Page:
“He’s a dictator in the sense that he’s a guy who runs a country that is a Communist country that’s based on a form of government totally different than ours,” the U.S. president said at a press conference. 

While China’s foreign ministry did not mention Biden by name, a spokesperson stated that the remarks were “extremely wrong” and “irresponsible political manipulation.” 

‘A positive surprise’: Five Tweets highlighting the instant reactions to the Fall Economic Statement


On November 21, Deputy Prime Minister and Finance Minister Chrystia Freeland released the government’s Fall Economic Statement which included a combination of revised economic and fiscal projections as well as new measures targeting housing, climate change, and journalism. The result of these changes to the government’s budget plans is to add approximately $35 billion in higher deficits over the next five years.

The Fall Economic Statement received considerable instant reaction on Twitter from academics and policy experts. Here are five Tweets that reflect some of their commentary.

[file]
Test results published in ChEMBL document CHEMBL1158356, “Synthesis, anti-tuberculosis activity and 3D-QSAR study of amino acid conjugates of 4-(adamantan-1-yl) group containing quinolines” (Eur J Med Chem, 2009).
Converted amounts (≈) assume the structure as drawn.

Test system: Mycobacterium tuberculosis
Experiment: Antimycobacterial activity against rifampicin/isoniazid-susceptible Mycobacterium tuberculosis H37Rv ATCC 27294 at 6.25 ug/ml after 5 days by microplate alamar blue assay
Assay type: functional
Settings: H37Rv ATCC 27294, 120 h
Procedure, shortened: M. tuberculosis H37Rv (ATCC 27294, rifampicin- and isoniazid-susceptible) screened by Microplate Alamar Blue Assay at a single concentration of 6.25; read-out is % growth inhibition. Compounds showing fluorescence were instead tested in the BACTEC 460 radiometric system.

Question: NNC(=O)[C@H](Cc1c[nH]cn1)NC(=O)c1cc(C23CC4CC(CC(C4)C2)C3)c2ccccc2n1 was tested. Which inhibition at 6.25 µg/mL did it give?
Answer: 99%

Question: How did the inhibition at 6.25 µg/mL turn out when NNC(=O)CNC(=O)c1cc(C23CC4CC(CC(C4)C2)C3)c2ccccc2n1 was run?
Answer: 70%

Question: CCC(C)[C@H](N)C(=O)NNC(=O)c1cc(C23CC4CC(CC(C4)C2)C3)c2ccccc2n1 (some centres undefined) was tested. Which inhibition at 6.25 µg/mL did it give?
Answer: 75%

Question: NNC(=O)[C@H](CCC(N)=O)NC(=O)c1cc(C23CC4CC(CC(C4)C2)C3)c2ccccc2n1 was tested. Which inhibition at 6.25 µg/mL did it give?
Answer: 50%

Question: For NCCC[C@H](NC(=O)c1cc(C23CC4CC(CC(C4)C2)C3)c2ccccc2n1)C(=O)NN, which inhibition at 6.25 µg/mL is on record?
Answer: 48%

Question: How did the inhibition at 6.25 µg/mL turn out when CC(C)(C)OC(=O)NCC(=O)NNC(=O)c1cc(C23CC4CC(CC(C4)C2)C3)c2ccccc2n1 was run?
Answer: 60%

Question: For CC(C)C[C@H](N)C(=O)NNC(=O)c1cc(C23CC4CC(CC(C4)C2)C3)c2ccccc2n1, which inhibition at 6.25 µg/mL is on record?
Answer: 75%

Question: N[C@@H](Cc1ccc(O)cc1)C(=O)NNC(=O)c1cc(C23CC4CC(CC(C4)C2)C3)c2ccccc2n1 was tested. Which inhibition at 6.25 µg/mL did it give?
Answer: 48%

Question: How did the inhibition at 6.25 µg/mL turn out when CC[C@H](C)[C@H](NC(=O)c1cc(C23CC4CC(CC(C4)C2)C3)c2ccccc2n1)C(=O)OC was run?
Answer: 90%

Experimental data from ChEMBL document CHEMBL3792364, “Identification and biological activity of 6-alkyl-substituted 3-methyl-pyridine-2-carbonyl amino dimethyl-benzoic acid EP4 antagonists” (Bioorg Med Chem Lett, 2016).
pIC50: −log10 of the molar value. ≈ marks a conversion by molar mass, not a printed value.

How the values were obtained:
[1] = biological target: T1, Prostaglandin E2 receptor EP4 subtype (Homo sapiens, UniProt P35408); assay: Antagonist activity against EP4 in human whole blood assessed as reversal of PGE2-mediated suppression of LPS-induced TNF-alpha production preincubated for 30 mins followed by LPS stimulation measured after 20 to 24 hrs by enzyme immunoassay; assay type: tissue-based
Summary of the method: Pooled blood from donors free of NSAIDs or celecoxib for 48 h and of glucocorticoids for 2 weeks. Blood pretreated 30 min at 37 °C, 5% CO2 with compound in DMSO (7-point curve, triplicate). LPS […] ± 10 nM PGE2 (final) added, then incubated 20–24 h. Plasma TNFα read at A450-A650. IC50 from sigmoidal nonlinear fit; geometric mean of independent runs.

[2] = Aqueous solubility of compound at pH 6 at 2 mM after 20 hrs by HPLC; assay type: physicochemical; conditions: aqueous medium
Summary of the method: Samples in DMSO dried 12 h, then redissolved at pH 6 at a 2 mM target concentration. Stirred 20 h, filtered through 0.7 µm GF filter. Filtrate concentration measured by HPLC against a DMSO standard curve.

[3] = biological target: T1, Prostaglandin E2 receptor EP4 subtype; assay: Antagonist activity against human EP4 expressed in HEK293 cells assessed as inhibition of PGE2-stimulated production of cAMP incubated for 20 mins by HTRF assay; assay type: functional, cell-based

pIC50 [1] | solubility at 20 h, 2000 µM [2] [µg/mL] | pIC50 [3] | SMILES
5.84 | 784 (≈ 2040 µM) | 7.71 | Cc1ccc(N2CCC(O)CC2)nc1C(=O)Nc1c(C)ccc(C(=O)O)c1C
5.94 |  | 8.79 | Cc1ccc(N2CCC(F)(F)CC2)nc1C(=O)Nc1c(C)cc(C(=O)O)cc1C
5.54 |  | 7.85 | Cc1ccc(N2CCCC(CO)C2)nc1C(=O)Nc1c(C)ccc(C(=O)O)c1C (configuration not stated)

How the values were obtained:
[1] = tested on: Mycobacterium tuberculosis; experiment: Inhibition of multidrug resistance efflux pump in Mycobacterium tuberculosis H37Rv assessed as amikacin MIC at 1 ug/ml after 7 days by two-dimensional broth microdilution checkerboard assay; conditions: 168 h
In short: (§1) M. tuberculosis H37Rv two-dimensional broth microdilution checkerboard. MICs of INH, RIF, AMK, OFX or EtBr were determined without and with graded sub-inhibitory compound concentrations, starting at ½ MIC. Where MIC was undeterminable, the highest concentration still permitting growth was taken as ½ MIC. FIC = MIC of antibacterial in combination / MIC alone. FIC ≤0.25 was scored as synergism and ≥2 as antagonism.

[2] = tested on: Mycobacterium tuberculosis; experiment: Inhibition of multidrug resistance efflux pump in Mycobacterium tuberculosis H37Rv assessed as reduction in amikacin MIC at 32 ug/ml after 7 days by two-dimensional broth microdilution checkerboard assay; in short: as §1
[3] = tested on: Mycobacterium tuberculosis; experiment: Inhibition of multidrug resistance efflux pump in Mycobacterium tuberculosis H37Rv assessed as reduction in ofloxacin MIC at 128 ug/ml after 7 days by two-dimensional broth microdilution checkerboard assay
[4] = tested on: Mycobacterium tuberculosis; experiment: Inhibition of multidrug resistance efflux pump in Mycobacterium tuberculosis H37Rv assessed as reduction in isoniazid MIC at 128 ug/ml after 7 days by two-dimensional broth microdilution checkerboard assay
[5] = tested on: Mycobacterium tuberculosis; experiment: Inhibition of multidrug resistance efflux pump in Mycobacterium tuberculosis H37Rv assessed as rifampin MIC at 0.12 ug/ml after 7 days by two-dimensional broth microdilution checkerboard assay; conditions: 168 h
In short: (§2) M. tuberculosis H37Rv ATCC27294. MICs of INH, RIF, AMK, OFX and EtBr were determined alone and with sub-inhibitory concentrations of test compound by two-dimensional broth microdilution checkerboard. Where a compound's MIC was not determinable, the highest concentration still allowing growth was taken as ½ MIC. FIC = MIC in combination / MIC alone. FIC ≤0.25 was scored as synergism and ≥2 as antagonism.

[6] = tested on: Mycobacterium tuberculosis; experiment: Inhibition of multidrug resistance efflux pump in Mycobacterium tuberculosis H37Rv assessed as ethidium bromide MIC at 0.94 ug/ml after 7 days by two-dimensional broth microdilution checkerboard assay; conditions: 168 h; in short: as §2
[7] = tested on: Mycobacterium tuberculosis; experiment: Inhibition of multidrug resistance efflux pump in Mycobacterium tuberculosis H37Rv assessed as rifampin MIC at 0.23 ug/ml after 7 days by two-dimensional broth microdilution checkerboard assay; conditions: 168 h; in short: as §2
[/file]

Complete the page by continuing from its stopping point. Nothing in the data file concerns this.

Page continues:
Chrystia Freeland took to the social media platform to announce that “inflation is going down and wages are going up” as part of the government’s positive communications about the Fall Economic Statement and its overall agenda.

Trevor Tombe, professor of economics at the University of Calgary and Hub contributor, who projected in a recent Hub article that this year’s deficit would need to be revised upward, observed that the Fall Economic Statement exceeded his expectations. The government’s multi-year fiscal track is better than he anticipated.

Stephen Gordon, an economics professor at Université Laval, however, contextualized the new fiscal projections (particularly direct program spending as a share of GDP) as steadily growing relative to recent budgets. His point, which others have similarly made, is that the government’s spending projections have tended to increase every time that it updates them.

Mike Moffatt, an assistant professor at the Richard Ivey School of Business and think-tank scholar at the Smart Prosperity Institute, who briefed the federal cabinet earlier this fall on the housing file, expressed disappointment with the Fall Economic Statement’s new measures. In particular, he raised concerns that it failed to do anything “meaningful on student housing and enrollment.”

Michael Geist, a law professor at the University of Ottawa and critic of the government’s news media spending, was highly critical of the Fall Economic Statement’s expansion of the Canadian Journalism Tax Credit, which he attributed to the negative reaction from Meta and Google to the government’s Online News Act.